Coping with stock gains, losses at tax time |

Coping with stock gains, losses at tax time

Bob Priest

Dear Mr. Priest: I sold some stock this year that did really well over the past few years and I have quite a large gain. I also bought some other stocks several years ago that have not done so well. I would like to sell them at a loss, but then again, I would like to hold on to them because I think they will eventually come back. What else can I do to create a loss for this year? TylerBreckenridge

Dear Tyler: There is an easy solution to your problem but you will have to act relatively quickly and adhere to specific IRS rules that prevent something called a Wash Sale (no, a Wash Sale is not an event to purchase discount clothing at your local laundromat or dry cleaners). First of all, I realize that you want to hold onto your losing stocks in hopes that they will recover, but sell enough of these stocks to create the loss you want. Bear with me and we’ll learn about a strategy that will allow you to have your cake and eat it too. By selling these stocks while their value is down, you will create a loss in the year they are sold. This loss can be used to offset your capital gains on the winner stocks for the same year.

Any leftover losses (in excess of $3,000) can be carried forward until exhausted in future years. Now, wait until 2005 and simply buy back the shares that you really didn’t want to get rid of in the first place. However, your timing is critical because this is where the Wash Sale rule comes in. This rule will not allow you to simply sell your shares of stock, repurchase them within a relatively short period of time, and claim a loss. The Wash Sale rule says the following: If you sell a security at a loss, and 30 days before or after the sale you repurchase the same security (or a “substantial identical” security), then it is considered a “wash” and you cannot write it off as a loss.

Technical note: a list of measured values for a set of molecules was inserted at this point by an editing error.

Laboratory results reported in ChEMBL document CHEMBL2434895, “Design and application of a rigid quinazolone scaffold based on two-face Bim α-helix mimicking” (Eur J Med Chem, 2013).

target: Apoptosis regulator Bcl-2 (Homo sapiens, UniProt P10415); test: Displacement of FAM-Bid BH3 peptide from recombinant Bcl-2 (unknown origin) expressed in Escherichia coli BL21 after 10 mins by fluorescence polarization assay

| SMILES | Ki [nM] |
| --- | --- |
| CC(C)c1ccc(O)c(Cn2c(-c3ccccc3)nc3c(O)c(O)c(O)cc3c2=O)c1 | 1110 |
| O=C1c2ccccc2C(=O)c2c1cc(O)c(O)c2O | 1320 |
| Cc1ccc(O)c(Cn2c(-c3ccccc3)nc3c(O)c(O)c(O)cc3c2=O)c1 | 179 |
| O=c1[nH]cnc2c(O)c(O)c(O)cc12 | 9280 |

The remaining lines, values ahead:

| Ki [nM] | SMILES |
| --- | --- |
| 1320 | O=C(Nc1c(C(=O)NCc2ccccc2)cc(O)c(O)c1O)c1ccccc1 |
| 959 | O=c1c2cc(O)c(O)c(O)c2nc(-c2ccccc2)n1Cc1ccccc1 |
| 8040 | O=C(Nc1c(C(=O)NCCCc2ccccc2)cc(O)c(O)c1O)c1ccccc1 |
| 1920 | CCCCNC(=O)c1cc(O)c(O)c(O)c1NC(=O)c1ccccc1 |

Therefore, you must wait for 30 days to pass before repurchasing your sold stock. If you’re lucky, the price of that stock will be even lower when you buy it back. In that case, you’ll get to realize a loss, and effectively get the stock back at a discount.Be careful to consider transactions charges when selling and buying back the same stock. It’s always a good idea to consult a financial professional before using such a strategy. If done correctly, and with a little luck, you’ll get the loss you want and end up in a better position with the stock you currently own. Best wishes for the holidays and happy planning!Bob Priest, MBA, CFP, is a Certified Financial Planner serving clients locally and nationally. He can be reached at (970) 513-7077 or visit his website at All opinions herein are that of the author and not that of the Summit Daily News or its staff. Submit your financial questions to

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